A press conference in Jalalabad, Nangarhar Province (Photo: Naqib Ahmad Atal)
It is no exaggeration to say that practising journalism in Pakistan today is a matter of life and death. Our country has figured in the top four most dangerous for media workers for the past five years, alongside Syria, Iraq, Egypt, Somalia and the Philippines.
This year, five of our colleagues perished directly in the line of work, while Afghanistan Today's deputy editor for Pakistan, Muhammad Arif Shafi, died in April in the cross-fire of a suicide attack in Peshawar.
Topping it all came the recent letter from Tehrik-e Taliban Pakistan (TTP) threatening media houses and personnel with dire consequences if they consistently portray them in a bad light.
The letter, which the TTP termed as fatwa or religious edict, branded us roundly as hypocrites, and proposed punishments from exile to death for coverage deemed to be negative. It is a measure that potentially affects many thousands of people: According to government data, there are 80 television channels, 150 FM radio stations and more than 1,600 publications currently operating in the country.
Working with foreign media puts one even more at risk. In Pakistan, most journalists strive to work for international media, not as part of some global conspiracy directed at those who fight under the flag of the Taliban or other factions, but rather to mature and progress in their chosen field of work.
The additional income is naturally an incentive too, but never did I yet hear a fellow journalist say they aspired to work with foreign media simply to defame the Taliban before a wider audience. All too often, people on that side lose sight of the fact that we also focus on the wrongdoings of state authorities, and that much of our professional life is spent being resented, pressured and possibly punished in one form or another by either or both sides. That is why journalism is a calling rather than a probable source of enrichment for most of us. For all but the biggest names in local journalism, our wages certainly give little cause to shout about.
That said, a strange imbalance can be observed in the situation for Pakistani journalists compared to their peers across the border in Afghanistan. While not wishing to downplay the hard work, dedication and great risks also endured by our Afghan colleagues, the international spotlight on Afghanistan since 2001 and accompanying opportunities to break into international media are far greater across the border. This is also largely because of the presence of international forces from over 40 countries.
Translated into bread-and-butter working opportunities for journalists, this means there are many more full-time jobs and stringing opportunities for Afghan journalists with foreign media, even though our countries’ role in the geopolitical story are very similar in many ways.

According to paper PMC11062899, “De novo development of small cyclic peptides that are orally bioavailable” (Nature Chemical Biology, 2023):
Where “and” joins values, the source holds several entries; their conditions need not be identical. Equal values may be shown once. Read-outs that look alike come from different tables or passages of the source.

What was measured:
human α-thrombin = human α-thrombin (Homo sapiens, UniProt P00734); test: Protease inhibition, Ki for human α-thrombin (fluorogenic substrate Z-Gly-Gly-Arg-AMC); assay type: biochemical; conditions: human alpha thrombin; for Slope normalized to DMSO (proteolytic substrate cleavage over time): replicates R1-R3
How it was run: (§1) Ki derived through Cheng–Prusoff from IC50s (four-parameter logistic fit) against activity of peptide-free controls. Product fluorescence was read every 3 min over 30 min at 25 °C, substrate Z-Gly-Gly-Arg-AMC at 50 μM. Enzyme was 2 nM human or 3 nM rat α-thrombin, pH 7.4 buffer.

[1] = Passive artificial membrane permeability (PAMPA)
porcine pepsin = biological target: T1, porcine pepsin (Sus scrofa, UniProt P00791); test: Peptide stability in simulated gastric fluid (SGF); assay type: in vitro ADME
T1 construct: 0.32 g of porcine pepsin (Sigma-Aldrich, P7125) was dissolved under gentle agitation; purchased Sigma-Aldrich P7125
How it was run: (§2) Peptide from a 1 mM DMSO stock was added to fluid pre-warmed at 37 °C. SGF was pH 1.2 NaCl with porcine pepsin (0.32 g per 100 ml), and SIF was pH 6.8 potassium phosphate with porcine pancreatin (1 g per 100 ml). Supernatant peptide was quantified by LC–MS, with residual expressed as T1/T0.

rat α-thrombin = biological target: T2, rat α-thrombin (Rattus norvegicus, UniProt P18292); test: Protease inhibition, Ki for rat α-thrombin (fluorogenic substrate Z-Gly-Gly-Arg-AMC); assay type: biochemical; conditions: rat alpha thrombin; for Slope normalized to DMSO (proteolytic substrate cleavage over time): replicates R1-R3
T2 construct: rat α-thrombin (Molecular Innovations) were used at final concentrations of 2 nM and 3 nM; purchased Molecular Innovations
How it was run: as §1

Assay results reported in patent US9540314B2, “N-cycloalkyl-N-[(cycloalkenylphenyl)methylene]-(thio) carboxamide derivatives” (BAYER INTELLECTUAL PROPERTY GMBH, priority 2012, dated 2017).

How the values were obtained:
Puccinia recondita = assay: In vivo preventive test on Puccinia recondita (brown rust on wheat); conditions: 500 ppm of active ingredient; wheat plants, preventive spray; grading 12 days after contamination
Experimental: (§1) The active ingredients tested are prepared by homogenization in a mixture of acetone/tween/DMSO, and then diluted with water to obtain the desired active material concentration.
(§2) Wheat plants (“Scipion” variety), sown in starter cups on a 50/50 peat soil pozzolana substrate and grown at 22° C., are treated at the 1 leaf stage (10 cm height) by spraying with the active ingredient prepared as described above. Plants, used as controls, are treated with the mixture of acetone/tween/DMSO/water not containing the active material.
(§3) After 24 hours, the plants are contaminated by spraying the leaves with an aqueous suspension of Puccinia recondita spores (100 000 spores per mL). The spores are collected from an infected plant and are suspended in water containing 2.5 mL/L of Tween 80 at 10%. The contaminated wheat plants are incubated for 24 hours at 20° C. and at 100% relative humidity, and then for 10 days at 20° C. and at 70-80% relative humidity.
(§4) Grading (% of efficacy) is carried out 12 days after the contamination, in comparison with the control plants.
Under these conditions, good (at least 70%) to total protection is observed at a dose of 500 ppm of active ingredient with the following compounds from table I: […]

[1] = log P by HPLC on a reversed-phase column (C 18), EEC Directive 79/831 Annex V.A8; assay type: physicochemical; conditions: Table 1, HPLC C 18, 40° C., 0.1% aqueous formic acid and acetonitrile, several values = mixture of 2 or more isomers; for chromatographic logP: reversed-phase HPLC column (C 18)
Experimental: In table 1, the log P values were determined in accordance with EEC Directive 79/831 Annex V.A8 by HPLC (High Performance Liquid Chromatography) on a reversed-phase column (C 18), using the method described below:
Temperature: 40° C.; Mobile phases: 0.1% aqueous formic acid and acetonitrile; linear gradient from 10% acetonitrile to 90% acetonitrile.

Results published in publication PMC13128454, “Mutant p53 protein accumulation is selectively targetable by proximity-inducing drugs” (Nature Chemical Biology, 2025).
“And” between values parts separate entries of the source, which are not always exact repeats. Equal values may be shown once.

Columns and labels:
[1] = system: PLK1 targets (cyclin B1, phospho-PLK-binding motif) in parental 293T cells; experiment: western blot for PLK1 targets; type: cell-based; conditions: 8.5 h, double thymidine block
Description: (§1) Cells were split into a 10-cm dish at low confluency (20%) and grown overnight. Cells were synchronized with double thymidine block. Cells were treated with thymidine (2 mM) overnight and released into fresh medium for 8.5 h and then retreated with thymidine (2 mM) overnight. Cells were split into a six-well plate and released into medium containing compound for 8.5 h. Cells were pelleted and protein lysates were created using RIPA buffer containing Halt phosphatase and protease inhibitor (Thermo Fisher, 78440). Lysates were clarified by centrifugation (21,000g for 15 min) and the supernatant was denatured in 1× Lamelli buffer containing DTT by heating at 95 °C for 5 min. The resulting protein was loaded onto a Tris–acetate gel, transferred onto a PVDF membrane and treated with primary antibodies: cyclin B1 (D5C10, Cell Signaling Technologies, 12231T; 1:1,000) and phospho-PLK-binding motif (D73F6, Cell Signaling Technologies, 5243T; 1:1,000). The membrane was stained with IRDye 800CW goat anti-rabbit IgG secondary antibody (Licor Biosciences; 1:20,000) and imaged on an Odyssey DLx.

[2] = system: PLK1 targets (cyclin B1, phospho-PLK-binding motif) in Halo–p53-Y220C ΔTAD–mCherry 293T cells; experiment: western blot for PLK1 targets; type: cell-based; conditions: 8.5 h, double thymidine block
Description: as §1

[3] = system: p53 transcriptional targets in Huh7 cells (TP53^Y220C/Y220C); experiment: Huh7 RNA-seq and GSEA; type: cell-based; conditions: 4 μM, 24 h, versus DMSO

Yet it is the Pakistani journalists who generally have the more ready command of English, because of our British colonial history and the large role of English language in the Pakistani media. And one might expect that simple pragmatism would create more international openings for us. Many of us are still waiting for this, but we are not holding our breath.
The insurgency has now squeezed local media into a tight spot where they have to resort to self-censorship in order to avoid prosecution and physical attacks.
But this is not intended to be a gripe about salaries, it is more a case of wishful thinking. We admittedly envy our colleagues the chance at an even more valuable return for their work, namely to see their byline appear in foreign publications.
It is not a matter of vanity, merely a longing to grow further as journalists. And to know that the wider world can read, watch and hear - and care - about what we do in our daily work and about the story of our country and region.
Meanwhile, the dangers grow by the year, by the week even. The insurgency has now squeezed local media into a tight spot where they have to resort to self-censorship in order to avoid prosecution and physical attacks.
It creates a tightrope walking act against heavy odds, wherein media have to report on the militants’ activities on daily basis without angering them with the chosen language and reporting stance.
So when we meet with our Afghan colleagues at training events such as the two we attended since 2012 under this project, we have another prime opportunity. Not to compare salaries or footholds in the global media environment, but to pool more valuable knowledge: how to strike the balance between our working duties and our self-protection, and how to stay true to our profession in the toughest of conditions.